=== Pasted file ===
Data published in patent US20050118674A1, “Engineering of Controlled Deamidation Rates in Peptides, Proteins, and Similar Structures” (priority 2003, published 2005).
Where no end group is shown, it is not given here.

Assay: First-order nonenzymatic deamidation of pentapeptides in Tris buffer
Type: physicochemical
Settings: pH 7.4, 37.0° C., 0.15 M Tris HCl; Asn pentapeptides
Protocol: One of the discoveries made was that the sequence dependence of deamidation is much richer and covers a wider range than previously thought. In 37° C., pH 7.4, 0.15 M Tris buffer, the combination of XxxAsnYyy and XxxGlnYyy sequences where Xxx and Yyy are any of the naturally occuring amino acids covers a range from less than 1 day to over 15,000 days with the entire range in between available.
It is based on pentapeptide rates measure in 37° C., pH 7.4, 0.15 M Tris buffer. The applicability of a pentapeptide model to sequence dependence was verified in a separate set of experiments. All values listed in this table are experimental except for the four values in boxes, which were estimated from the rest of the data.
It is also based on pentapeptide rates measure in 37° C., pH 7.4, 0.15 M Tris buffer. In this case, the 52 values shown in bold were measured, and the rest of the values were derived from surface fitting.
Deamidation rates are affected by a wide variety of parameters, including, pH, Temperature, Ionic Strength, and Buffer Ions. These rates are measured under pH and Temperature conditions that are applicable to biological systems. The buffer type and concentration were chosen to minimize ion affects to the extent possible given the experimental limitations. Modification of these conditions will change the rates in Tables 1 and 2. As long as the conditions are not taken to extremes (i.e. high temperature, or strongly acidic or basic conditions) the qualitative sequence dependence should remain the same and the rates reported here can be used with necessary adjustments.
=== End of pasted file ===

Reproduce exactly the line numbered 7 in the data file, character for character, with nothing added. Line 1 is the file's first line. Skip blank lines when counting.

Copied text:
It is based on pentapeptide rates measure in 37° C., pH 7.4, 0.15 M Tris buffer. The applicability of a pentapeptide model to sequence dependence was verified in a separate set of experiments. All values listed in this table are experimental except for the four values in boxes, which were estimated from the rest of the data.